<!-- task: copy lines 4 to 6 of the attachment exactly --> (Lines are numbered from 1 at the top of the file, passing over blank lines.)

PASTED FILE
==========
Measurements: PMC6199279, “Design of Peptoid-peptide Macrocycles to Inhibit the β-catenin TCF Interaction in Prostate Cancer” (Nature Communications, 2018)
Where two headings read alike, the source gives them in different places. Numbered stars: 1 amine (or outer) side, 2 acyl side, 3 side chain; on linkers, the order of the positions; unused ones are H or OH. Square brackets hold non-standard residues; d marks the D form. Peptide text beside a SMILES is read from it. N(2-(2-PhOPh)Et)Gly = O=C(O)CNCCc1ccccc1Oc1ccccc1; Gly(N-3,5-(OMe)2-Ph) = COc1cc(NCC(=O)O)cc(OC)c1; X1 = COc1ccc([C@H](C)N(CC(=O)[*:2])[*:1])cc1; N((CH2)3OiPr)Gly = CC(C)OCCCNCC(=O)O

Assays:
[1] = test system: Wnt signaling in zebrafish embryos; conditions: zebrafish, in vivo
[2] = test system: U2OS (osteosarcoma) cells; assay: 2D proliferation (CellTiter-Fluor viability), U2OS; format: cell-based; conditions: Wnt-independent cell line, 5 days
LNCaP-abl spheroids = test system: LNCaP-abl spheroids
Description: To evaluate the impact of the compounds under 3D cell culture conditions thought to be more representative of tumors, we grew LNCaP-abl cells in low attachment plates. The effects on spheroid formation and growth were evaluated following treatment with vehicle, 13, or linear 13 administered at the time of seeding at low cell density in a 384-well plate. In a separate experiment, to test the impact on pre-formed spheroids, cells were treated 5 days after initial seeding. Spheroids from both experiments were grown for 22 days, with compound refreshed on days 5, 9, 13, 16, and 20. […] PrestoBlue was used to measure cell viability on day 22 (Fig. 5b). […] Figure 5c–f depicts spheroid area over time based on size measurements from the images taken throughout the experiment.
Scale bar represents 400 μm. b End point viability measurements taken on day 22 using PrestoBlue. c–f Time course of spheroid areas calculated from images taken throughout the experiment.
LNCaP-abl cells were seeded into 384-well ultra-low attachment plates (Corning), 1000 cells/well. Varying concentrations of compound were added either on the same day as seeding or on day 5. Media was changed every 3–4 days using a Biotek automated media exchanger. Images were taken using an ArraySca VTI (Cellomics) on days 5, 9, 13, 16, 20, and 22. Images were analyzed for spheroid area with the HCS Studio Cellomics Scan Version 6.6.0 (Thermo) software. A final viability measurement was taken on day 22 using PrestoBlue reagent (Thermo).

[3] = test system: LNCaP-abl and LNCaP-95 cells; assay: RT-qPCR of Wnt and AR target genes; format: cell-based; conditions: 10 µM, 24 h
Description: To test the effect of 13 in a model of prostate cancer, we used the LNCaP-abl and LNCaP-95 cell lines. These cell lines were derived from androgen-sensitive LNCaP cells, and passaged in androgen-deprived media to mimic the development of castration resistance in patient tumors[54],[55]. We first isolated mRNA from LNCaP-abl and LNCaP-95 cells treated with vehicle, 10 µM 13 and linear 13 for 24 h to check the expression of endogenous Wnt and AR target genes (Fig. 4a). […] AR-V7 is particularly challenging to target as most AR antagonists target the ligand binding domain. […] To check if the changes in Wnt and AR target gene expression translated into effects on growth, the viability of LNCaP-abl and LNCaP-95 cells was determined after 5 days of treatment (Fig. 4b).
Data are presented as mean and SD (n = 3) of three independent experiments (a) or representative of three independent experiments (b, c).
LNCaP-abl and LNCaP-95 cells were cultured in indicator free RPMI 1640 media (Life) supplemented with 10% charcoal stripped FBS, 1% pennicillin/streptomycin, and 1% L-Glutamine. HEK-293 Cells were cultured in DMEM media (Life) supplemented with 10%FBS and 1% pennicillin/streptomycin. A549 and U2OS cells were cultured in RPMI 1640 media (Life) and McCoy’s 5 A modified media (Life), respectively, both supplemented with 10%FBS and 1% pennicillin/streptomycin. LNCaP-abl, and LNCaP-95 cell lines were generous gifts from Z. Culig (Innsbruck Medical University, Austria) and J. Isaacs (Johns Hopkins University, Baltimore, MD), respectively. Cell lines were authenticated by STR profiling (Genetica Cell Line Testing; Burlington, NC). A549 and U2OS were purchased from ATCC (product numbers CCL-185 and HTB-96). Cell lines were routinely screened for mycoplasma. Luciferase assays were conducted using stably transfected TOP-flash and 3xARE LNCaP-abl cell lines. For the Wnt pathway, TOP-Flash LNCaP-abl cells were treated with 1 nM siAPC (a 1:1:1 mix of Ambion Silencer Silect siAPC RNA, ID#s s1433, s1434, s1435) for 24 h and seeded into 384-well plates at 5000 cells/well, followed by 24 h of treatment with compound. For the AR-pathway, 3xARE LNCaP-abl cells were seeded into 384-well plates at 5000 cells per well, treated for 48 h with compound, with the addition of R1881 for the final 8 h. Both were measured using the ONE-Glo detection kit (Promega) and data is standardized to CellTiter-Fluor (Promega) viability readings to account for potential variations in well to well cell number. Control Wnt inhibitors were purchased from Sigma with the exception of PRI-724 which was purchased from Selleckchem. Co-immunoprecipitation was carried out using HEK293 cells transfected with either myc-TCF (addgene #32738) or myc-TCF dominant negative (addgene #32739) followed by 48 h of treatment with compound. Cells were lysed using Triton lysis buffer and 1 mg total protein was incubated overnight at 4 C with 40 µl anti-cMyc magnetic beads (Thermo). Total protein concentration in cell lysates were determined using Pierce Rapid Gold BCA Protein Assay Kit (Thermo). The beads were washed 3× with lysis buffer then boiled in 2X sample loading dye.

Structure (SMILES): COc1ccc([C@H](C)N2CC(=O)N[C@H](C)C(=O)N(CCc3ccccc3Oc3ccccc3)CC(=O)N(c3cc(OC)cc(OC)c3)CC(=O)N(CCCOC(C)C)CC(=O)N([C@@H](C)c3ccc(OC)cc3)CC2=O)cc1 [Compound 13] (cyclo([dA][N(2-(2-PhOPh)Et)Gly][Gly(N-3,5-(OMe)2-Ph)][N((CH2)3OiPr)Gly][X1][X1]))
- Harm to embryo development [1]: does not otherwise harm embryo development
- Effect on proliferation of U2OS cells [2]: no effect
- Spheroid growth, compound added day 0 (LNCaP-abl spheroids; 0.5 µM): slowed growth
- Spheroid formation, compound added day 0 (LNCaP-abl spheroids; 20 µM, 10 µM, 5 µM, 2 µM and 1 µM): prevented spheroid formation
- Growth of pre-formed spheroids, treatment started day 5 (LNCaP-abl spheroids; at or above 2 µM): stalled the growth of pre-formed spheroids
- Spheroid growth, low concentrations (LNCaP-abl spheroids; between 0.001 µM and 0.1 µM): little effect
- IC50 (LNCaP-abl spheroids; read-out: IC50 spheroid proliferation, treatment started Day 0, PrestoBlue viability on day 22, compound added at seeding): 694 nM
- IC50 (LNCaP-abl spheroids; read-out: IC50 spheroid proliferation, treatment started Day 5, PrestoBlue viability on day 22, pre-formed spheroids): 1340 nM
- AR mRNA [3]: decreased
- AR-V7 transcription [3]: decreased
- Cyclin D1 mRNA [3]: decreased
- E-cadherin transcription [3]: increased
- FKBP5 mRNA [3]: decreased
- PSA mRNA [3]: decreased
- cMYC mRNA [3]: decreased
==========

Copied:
[1] = test system: Wnt signaling in zebrafish embryos; conditions: zebrafish, in vivo
[2] = test system: U2OS (osteosarcoma) cells; assay: 2D proliferation (CellTiter-Fluor viability), U2OS; format: cell-based; conditions: Wnt-independent cell line, 5 days
LNCaP-abl spheroids = test system: LNCaP-abl spheroids